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Impact of current-topography encounters on the vertical fluxes of tracer in the Southern Ocean


In the Southern Ocean, the primary production is light and nutrient limited, iron being one of the main limiting factors. Unfortunately, iron is mainly present in the deep layers of the ocean, nearby topographic obstacles (Klunder et al. 2009), where the absence of light prevents photosynthesis. This work aims at investigating how topographic obstacles on the path of the Antarctic Circumpolar Current (ACC) may disturb the flow and lead to significant upward vertical velocities, capable of uplifting iron towards mid-surface waters.


We first considered an idealized numerical configuration of the ACC, similar to the set-up of Abernathey et al. (2011). It consists of a zonal jet in an east-west periodic canal. We used the Regional Modeling System (ROMS) with 70 vertical levels and varied the horizontal resolution from 16 km to 8 km and 4 km. The zonal jet has the basic dynamical features of the ACC, i.e an intense zonal current with a strong barotropic component. Barotropic and baroclinic instabilities of the density front sustain an energetic mesoscale eddy field in the first 1000 meters. When the flow encounters a large scale « plateau », it is mainly deviated northward. Meandering and reorganization of the flow in the lee of the topography triggers a very energetic mesoscale eddy field all over the water column. Enstrophy is enhanced in the lee of the topography at all depths, so as the probability of having vertical velocities higher than 10 m/day. The latter are responsible for the upward injection of a tracer from depths as below as -1500 m towards the surface layers in less than 12 months.  Below the mixed layer, for such large-scale smooth topography, vertical mixing processes play little role in upwelling the tracer to the surface.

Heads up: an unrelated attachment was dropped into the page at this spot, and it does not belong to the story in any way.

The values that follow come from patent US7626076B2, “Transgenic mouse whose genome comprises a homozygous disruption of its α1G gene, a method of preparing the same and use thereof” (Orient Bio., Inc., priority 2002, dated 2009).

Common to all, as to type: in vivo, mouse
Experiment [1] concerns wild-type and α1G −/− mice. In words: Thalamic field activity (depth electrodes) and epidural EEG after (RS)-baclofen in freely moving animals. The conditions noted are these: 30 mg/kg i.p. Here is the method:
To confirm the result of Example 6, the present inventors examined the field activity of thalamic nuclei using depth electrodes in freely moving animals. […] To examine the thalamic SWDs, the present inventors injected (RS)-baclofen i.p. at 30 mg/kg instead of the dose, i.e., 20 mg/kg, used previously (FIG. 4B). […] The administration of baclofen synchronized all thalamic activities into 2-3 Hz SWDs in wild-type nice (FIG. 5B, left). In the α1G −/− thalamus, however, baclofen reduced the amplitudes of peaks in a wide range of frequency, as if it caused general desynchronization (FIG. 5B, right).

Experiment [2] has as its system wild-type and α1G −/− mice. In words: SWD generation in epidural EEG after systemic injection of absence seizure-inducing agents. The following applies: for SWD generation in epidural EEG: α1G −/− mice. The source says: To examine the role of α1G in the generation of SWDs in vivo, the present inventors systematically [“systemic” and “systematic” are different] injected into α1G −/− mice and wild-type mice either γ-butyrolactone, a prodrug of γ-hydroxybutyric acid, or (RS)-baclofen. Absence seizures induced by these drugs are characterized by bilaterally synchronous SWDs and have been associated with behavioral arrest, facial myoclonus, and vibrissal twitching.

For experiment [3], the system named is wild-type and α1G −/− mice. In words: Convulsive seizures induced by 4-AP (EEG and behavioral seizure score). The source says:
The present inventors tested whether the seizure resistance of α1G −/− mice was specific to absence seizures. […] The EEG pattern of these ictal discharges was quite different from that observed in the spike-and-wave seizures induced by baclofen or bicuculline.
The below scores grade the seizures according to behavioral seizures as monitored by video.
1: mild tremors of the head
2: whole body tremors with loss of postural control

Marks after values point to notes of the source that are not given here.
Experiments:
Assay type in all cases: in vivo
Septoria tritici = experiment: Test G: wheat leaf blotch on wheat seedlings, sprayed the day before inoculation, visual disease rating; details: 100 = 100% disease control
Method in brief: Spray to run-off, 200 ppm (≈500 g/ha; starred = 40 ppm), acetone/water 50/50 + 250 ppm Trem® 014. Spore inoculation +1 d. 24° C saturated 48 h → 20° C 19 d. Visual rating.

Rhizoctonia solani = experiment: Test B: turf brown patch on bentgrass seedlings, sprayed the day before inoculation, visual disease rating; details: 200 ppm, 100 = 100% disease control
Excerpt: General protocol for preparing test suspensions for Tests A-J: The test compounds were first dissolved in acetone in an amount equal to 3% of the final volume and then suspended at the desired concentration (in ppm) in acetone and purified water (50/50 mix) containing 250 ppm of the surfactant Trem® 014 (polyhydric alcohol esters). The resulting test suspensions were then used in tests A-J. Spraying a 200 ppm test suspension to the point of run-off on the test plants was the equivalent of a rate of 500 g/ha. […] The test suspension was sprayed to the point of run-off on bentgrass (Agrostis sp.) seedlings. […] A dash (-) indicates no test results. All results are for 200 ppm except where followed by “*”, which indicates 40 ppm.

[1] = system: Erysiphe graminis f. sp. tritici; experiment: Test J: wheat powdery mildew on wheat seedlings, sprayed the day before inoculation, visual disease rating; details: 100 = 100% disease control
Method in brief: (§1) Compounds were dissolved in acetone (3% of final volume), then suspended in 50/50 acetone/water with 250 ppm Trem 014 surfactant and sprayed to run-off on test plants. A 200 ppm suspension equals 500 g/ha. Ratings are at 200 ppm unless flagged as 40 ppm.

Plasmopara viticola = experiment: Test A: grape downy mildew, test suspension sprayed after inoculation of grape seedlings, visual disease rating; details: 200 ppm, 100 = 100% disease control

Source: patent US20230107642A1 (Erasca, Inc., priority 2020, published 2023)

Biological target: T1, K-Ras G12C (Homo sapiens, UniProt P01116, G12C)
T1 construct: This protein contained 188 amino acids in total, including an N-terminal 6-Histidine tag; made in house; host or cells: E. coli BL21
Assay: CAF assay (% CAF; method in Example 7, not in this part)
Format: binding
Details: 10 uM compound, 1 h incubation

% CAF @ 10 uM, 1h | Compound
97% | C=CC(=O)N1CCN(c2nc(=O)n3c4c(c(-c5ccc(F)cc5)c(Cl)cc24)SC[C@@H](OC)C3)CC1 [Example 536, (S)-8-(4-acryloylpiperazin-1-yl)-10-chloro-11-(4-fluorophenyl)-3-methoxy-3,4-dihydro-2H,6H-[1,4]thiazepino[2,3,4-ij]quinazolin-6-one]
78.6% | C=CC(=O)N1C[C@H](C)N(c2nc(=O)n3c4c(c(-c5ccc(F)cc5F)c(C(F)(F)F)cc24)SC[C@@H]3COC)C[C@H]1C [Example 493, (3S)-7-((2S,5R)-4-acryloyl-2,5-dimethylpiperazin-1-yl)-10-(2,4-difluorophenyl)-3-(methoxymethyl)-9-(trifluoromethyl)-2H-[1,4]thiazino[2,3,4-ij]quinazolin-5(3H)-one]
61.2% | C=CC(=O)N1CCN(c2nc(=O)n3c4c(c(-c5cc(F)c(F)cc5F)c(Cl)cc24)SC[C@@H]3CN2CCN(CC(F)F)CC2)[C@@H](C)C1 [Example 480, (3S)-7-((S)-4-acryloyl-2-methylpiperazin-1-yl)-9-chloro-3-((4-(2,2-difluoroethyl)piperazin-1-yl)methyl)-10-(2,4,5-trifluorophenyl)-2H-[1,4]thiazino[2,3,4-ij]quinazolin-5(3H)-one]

Collaborations: P. Monteiro (CSIR), C. Reason (UCT), N. Kobo (PhD candidate), J. Collin (PhD candidate).


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